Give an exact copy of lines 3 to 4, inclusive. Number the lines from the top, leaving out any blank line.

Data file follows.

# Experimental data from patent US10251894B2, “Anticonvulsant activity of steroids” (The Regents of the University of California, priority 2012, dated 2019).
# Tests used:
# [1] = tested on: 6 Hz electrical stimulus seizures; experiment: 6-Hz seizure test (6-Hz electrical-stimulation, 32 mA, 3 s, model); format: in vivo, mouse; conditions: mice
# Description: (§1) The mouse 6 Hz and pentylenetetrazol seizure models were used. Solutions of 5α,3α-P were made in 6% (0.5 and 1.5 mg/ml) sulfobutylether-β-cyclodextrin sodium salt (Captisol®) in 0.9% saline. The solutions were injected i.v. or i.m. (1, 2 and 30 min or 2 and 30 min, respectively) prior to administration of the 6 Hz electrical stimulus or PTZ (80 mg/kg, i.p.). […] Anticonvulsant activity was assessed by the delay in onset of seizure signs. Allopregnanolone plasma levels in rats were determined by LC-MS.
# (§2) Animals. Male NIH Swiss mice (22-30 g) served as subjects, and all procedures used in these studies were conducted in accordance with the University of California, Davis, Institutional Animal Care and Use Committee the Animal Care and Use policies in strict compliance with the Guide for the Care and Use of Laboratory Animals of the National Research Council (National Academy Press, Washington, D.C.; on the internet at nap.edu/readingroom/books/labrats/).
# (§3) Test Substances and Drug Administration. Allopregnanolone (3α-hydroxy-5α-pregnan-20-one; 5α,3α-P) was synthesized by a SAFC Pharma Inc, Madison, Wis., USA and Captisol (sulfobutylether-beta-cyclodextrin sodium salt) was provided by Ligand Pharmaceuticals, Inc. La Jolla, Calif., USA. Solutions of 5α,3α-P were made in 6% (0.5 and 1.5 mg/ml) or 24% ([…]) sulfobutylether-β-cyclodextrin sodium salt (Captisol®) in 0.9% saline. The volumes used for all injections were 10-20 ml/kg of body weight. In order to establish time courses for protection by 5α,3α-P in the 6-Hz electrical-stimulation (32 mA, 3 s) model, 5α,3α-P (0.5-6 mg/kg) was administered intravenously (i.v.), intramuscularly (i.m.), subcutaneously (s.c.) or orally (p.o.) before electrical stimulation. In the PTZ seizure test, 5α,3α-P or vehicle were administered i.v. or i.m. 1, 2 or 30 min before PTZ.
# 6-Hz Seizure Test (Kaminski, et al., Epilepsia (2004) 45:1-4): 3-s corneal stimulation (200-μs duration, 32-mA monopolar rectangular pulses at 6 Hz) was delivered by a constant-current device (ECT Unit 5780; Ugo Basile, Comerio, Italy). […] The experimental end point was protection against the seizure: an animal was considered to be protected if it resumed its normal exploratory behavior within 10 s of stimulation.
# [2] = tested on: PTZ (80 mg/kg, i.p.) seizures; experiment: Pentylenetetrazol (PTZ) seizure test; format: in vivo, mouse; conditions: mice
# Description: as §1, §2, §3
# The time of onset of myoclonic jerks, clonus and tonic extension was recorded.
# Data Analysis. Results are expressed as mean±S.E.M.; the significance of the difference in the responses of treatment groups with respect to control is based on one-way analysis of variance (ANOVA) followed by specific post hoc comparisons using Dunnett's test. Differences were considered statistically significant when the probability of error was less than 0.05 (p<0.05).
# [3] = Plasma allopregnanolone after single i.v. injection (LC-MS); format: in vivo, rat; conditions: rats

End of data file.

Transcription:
# [1] = tested on: 6 Hz electrical stimulus seizures; experiment: 6-Hz seizure test (6-Hz electrical-stimulation, 32 mA, 3 s, model); format: in vivo, mouse; conditions: mice
# Description: (§1) The mouse 6 Hz and pentylenetetrazol seizure models were used. Solutions of 5α,3α-P were made in 6% (0.5 and 1.5 mg/ml) sulfobutylether-β-cyclodextrin sodium salt (Captisol®) in 0.9% saline. The solutions were injected i.v. or i.m. (1, 2 and 30 min or 2 and 30 min, respectively) prior to administration of the 6 Hz electrical stimulus or PTZ (80 mg/kg, i.p.). […] Anticonvulsant activity was assessed by the delay in onset of seizure signs. Allopregnanolone plasma levels in rats were determined by LC-MS.